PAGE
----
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AIPO 1295A - Institutions of the European Union

Type d'enseignement : Lecture and tutorials

Semester : Autumn 2017-2018

Number of hours : 48

Language of tuition : English



Course Description

The functioning of the European Union (EU) defies all categories recognized by classical international law. From the point of view of the EU, this new form of integrated economic and political cooperation goes far beyond the characteristics of an international organization, creating a sui generis federation of States. On the contrary, the member States of the EU consider that in spite of an implicit supremacy clause within the founding treaties and the direct effect of much EU legislation, the EU remains a classically limited international organization, structured and regulated by an international treaty. The uncertainty as to the future of the organization, following the United Kingdom's vote to leave the EU, is tied to this ambiguity. The present course will analyze both of these pretentions, in order to determine the degree of autonomy and efficiency of the EU legal order. This independence will be demonstrated by analysis of the EU's institutional structure (Part 1), the powers of its institutions (Part 2), and its systemic interactions (Part 3). The first four lectures will therefore cover the structure of the EU, presenting the history and evolution of its foundational treaties, the nature of the EU and its ensuing competences as exercised by unprecedented power sharing political institutions (the European Council, the Council, the Commission, the European Parliament, The European Court of Justice, the European Central Bank, the Court of Auditors) geared at striking a balance between pretentions of the member States, their citizens, and the EU itself. The following four lectures will analyze in detail the internal and external powers of each individual institution, with emphasis on the procedural guarantees and limits aimed at ensuring a representative democracy as established in the foundational treaties. The last four lectures will examine the relationships between the EU institutions (horizontal balance of powers), as well as between the EU institutions and the member States and their citizens (vertical balance of powers). The nature of the institutional balance will show that although the EU does not have a formal constitution, it is possible to claim that it does have a material constitution regulating the autonomy of the EU legal order.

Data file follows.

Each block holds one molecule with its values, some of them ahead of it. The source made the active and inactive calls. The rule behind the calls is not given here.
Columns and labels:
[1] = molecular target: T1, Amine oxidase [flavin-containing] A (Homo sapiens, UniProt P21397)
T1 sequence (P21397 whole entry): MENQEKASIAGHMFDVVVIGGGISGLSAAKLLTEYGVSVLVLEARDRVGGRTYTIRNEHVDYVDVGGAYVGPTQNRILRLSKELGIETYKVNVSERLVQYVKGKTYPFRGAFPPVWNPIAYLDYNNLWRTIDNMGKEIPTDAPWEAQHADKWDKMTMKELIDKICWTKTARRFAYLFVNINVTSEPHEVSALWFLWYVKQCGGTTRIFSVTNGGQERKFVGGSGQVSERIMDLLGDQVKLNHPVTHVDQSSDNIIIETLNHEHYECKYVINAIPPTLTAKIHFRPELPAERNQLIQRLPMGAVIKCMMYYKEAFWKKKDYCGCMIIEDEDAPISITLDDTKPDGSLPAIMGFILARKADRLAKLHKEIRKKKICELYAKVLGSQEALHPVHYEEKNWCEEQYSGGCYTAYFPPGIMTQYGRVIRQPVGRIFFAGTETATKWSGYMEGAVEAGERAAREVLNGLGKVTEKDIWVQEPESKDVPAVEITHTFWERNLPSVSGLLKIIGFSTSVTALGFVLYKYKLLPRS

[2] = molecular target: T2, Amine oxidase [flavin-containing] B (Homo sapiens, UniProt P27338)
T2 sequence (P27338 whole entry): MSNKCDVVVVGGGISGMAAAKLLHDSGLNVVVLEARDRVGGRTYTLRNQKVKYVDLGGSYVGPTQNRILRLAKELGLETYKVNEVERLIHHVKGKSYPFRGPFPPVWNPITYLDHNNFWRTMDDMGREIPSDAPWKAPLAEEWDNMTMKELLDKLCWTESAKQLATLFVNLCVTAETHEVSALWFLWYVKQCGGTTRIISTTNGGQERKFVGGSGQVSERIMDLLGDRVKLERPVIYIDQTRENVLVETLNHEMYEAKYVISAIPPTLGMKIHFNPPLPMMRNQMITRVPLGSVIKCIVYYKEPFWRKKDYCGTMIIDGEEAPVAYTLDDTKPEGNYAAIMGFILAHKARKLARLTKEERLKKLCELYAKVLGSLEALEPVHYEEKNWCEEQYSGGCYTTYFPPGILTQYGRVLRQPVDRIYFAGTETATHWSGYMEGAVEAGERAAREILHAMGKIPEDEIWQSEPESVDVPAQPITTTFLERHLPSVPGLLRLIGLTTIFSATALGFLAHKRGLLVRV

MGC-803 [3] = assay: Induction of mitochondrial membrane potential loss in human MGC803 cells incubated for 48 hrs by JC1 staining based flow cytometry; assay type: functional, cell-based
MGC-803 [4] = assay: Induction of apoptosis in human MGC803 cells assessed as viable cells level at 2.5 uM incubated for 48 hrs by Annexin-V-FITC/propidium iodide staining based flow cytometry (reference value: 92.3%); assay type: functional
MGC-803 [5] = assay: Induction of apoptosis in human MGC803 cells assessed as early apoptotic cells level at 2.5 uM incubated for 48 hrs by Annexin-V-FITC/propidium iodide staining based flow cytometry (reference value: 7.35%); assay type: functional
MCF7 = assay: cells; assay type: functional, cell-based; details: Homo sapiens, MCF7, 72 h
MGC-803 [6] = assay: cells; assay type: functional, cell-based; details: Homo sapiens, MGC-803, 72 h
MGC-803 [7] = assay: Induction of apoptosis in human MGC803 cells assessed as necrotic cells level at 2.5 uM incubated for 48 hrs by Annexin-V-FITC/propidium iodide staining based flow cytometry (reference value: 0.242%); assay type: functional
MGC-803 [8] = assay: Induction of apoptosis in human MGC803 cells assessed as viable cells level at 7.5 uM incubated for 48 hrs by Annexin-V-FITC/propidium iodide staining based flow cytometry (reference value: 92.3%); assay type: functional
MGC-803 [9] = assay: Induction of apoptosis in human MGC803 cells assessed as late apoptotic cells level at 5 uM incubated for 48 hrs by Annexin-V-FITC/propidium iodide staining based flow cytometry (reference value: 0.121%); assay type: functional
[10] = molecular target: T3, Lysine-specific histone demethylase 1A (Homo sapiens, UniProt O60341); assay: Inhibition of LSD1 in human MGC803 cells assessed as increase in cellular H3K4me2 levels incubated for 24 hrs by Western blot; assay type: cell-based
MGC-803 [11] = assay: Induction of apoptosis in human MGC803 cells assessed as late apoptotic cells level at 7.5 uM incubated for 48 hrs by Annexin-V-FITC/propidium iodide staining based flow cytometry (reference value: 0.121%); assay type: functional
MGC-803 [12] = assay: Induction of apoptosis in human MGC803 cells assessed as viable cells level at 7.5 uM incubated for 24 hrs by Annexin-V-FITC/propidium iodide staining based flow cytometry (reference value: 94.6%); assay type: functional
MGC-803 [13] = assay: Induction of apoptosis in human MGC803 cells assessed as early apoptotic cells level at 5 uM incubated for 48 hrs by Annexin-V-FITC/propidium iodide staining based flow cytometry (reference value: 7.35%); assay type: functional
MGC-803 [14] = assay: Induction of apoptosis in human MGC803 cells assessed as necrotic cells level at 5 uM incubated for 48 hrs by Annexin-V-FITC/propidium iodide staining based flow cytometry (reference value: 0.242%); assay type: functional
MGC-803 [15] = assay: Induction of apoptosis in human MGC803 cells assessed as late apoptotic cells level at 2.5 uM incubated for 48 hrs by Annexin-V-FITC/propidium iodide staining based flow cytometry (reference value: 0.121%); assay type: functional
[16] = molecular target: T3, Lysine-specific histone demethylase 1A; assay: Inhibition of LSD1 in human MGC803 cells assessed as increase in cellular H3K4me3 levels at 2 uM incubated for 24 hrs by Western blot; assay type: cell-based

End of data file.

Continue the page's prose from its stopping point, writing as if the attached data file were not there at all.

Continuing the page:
ALLEN-MESTRALLET, Gretchen (PhD. Lecturer)

Pedagogical format

The course will be divided into 12 two-hour lectures. Power points and course outline will be available on Google Drive prior to each lecture. The power points and required reading should be read before each lecture, allowing for 15 minutes of questions and debate at the end of each class hour. Weekly seminars will follow the lectures, and include both practical (case studies and commentaries) and theoretical (essays and debates) exercises. At the end of the course the student is expected to: 1° Understand the distribution of competences between the European Union (EU) and the Member States. 2° Master the specific powers of each EU institution and the principle of institutional balance. 3° Be able to demonstrate the role of the Court of Justice in the development of EU law as applied to Member States and to EU citizens.

Course validation

To validate the course, the student is expected to pass the following assignments: 1/ 2/3 of the final grade is comprised of three equal marks obtained in seminars: one individual presentation (1/3 of the seminar grade), one group presentation (1/3 of the seminar grade), one two-hour midterm examination (essay or text commentary: 1/3 of the seminar grade) 2/ 1/3 of the final grade: final examination (two hours, essay or text commentary)

Required reading

European Constitutional Law, Robert Schütze, Cambridge Editions (2016)